I would like my daughter to continue to be a person who can sleep well at night (no matter the volume of storm) because she is okay with the choices she has made throughout the day. I would like to see this new place of non-judgment in our little bubble spread faster than any stomach virus, and I would like to know that my daughter has learned about her role in receiving, carrying, and passing along misfortune.

I would like to live in a world where her birthday wishes continue to be so simple.

I thank the boy at the Zoo for allowing this message of Springtime to be so clear.

Willing Suspension of Disbelief

Just recently, as the Easter Bunnies in our household were getting ready for Easter, our own little Cadbury egg in the form of a sweet, unassuming,  five year-old daughter asked, “Is the Easter Bunny for real”?

“What do you think”?

“Mama! Of course the Easter Bunny is real!”

And so my heart fell and leaped within the same moment. Don’t parents prepare for the day their child comes home from school having heard an older kid ruin the surprise of Santa, the Easter Bunny, or the Tooth Fairy? However, at the same time we want them to believe,  I’ll be the first to admit; the total and utter trust and belief my own children have in the existence of these magical, mythical beings has almost concerned me.

Come on, really. Can you picture the Easter Bunny laying pastel-colored jelly beans into hinged, plastic eggs and then hiding them not just in flower pots and patches of grass, but on top of the swingset? And the chocolate. Would you want to eat little, brown, chocolate pellets that have supposedly sprung  from the Easter Bunny herself? No matter the story parents have devised to paint a more believable picture for their child, you would think that there is a little bit more critical thinking involved when it comes to matters of Santa and the Easter Bunny and the little fairy that covets their teeth. But there isn’t.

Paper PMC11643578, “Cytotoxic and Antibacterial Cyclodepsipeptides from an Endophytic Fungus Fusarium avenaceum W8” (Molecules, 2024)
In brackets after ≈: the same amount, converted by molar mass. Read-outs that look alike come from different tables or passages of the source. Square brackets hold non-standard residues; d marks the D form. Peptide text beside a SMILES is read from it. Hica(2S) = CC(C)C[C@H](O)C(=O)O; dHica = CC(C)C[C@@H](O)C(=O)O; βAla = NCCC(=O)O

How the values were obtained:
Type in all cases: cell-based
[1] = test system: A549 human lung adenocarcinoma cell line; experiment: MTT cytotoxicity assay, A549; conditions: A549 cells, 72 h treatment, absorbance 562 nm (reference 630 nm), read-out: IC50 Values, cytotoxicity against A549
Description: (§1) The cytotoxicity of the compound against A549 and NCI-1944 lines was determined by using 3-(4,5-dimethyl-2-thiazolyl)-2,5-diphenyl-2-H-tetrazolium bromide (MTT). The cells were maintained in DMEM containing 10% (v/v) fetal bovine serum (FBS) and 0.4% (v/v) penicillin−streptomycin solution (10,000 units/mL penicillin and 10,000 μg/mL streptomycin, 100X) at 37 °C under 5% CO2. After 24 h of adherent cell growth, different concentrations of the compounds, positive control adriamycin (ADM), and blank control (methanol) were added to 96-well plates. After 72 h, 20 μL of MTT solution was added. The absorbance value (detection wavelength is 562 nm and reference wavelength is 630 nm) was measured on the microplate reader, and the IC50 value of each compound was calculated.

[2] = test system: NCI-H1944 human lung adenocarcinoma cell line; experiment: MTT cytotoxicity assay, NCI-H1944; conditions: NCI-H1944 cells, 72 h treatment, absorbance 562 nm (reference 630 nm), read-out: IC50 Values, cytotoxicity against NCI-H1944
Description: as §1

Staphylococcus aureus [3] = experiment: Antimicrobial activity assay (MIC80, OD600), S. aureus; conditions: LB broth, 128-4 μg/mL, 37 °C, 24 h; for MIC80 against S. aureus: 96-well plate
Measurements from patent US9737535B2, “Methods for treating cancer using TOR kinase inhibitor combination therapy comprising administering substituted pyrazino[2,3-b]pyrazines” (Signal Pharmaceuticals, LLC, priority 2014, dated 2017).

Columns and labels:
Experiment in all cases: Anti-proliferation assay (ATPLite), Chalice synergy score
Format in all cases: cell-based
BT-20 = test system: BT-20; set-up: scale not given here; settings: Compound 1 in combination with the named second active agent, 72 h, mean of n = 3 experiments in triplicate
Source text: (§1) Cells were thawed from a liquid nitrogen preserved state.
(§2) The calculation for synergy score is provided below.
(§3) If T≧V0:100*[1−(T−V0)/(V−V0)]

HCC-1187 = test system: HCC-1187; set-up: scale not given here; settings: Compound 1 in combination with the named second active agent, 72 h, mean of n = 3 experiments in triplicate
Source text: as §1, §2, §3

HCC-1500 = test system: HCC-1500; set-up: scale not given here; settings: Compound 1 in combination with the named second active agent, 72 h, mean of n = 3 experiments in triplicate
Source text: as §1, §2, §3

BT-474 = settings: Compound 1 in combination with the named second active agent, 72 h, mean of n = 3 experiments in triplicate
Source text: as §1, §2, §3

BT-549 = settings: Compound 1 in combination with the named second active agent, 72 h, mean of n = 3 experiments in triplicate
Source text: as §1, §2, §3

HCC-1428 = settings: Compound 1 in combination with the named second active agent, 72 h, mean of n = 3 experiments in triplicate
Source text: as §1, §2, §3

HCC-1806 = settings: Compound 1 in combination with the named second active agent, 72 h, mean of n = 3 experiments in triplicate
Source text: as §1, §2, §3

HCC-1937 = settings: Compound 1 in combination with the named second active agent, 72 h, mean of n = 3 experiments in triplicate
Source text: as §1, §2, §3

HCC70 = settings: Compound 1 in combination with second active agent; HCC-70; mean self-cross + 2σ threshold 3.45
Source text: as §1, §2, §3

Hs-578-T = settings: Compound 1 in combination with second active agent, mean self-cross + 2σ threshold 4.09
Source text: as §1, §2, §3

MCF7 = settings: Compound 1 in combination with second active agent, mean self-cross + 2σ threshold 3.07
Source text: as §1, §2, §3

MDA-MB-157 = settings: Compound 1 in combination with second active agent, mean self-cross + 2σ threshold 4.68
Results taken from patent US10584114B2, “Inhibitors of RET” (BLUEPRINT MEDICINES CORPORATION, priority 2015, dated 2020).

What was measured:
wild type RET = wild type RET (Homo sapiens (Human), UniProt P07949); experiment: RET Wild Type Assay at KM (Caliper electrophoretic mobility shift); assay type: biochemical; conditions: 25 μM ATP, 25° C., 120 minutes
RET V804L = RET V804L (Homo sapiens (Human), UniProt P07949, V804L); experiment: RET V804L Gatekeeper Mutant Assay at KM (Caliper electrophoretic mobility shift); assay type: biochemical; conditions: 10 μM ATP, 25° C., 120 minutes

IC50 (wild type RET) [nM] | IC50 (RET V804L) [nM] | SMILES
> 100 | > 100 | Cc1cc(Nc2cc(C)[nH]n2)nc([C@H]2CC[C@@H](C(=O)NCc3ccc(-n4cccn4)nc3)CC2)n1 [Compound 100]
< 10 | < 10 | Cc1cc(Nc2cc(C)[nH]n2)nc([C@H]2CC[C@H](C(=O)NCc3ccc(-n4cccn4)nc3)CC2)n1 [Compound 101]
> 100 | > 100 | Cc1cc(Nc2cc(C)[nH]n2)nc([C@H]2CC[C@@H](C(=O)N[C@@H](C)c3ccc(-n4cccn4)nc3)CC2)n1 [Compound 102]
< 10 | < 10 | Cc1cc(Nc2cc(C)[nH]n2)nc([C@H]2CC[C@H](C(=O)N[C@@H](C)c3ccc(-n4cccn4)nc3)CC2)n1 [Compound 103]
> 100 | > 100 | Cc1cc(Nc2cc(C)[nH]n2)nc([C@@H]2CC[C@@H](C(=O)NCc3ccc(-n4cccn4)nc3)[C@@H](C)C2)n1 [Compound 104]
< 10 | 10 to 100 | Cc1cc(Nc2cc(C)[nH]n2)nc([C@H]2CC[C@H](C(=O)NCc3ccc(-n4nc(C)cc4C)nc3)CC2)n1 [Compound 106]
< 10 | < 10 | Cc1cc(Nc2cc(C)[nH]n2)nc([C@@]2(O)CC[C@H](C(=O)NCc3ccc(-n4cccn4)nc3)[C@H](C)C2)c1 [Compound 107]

Just this Easter, our neighbor across the way (in plain sight of our little egg-hunters), was tossing plastic eggs into the flower beds of her yard and exclaimed to us “I hope I’m not too late!” My husband and I did what we could to distract our sugar-seeking toddlers, but realized shortly afterward that they were so happily unaware, even me pulling the $2.99 price-tag off of my son’s basket presented no doubts or questions in the way their perfect Easter story played out.

To try and understand my kids’ belief in things that seem so obviously unbelievable, I am brought back to my own experiences as a child. The things that stick out the most were the stocking-stuffers on Christmas morning: I remember getting sensible socks and toothpaste, and other useful things that seemed mostly to be  in the taste in my mother and father. Did I put the pieces together back then, or did I just assume that Santa gave me the things my parents knew I needed and would want me to have?

And even with all of the presented clues, I am convinced that children fully exercise their right to suspend their disbelief in all things that are so magnificent and magical and beautiful. Besides, who wouldn’t want to believe in the existence of these Holiday icons when no matter how naughty or nice you have been (and let’s admit it), Santa delivers. Santa and the Easter Bunny seem to love us no matter our mistakes, intentional or not. Children seek to believe in the very things that define them, and we as adults, make a conscious choice for ourselves to hang onto the things that define our children: goodness, purity, and faith in the human spirit.